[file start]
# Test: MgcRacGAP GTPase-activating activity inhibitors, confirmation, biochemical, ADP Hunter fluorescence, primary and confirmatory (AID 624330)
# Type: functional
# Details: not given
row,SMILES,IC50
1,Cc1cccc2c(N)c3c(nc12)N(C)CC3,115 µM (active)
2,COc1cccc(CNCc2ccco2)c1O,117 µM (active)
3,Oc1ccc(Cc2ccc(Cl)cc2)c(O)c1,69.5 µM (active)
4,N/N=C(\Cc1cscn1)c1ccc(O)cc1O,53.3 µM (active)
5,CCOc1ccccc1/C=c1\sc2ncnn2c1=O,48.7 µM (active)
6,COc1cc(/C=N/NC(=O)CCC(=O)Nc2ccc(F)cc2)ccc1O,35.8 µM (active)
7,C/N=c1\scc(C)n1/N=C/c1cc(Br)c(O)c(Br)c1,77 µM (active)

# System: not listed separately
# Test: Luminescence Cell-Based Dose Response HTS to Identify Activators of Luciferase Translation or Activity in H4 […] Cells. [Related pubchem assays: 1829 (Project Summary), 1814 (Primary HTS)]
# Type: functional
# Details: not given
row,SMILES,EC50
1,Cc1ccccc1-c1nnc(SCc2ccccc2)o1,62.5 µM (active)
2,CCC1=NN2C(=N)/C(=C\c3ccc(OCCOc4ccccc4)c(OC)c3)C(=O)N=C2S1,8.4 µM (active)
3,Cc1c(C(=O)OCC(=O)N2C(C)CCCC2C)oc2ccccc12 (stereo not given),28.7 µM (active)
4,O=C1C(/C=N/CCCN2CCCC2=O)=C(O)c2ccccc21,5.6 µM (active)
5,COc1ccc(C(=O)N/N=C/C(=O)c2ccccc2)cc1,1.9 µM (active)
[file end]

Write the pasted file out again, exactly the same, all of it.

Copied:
# Test: MgcRacGAP GTPase-activating activity inhibitors, confirmation, biochemical, ADP Hunter fluorescence, primary and confirmatory (AID 624330)
# Type: functional
# Details: not given
row,SMILES,IC50
1,Cc1cccc2c(N)c3c(nc12)N(C)CC3,115 µM (active)
2,COc1cccc(CNCc2ccco2)c1O,117 µM (active)
3,Oc1ccc(Cc2ccc(Cl)cc2)c(O)c1,69.5 µM (active)
4,N/N=C(\Cc1cscn1)c1ccc(O)cc1O,53.3 µM (active)
5,CCOc1ccccc1/C=c1\sc2ncnn2c1=O,48.7 µM (active)
6,COc1cc(/C=N/NC(=O)CCC(=O)Nc2ccc(F)cc2)ccc1O,35.8 µM (active)
7,C/N=c1\scc(C)n1/N=C/c1cc(Br)c(O)c(Br)c1,77 µM (active)

# System: not listed separately
# Test: Luminescence Cell-Based Dose Response HTS to Identify Activators of Luciferase Translation or Activity in H4 […] Cells. [Related pubchem assays: 1829 (Project Summary), 1814 (Primary HTS)]
# Type: functional
# Details: not given
row,SMILES,EC50
1,Cc1ccccc1-c1nnc(SCc2ccccc2)o1,62.5 µM (active)
2,CCC1=NN2C(=N)/C(=C\c3ccc(OCCOc4ccccc4)c(OC)c3)C(=O)N=C2S1,8.4 µM (active)
3,Cc1c(C(=O)OCC(=O)N2C(C)CCCC2C)oc2ccccc12 (stereo not given),28.7 µM (active)
4,O=C1C(/C=N/CCCN2CCCC2=O)=C(O)c2ccccc21,5.6 µM (active)
5,COc1ccc(C(=O)N/N=C/C(=O)c2ccccc2)cc1,1.9 µM (active)